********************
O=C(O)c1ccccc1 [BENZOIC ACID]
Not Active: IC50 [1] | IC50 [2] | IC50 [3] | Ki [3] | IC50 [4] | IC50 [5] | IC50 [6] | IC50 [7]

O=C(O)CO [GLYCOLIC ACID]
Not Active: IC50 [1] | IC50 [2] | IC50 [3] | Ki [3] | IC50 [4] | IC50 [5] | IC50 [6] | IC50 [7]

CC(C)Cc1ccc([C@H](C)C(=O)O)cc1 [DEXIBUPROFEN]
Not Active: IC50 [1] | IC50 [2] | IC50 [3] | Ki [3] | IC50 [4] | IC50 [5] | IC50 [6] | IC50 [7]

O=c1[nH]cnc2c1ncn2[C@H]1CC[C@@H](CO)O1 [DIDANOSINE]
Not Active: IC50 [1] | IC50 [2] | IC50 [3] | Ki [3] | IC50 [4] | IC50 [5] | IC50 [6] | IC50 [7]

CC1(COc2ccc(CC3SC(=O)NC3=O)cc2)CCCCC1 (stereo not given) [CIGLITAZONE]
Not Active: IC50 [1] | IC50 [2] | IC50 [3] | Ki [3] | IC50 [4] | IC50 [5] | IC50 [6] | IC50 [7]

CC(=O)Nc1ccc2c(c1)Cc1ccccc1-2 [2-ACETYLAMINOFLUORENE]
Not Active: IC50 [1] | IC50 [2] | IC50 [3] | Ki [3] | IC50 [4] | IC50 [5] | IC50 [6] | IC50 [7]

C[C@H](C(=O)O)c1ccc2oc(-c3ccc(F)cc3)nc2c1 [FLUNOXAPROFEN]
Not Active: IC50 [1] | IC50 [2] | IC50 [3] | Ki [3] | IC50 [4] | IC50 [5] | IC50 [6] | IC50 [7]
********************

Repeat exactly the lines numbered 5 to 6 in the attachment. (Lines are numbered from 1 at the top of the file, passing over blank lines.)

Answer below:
CC(C)Cc1ccc([C@H](C)C(=O)O)cc1 [DEXIBUPROFEN]
Not Active: IC50 [1] | IC50 [2] | IC50 [3] | Ki [3] | IC50 [4] | IC50 [5] | IC50 [6] | IC50 [7]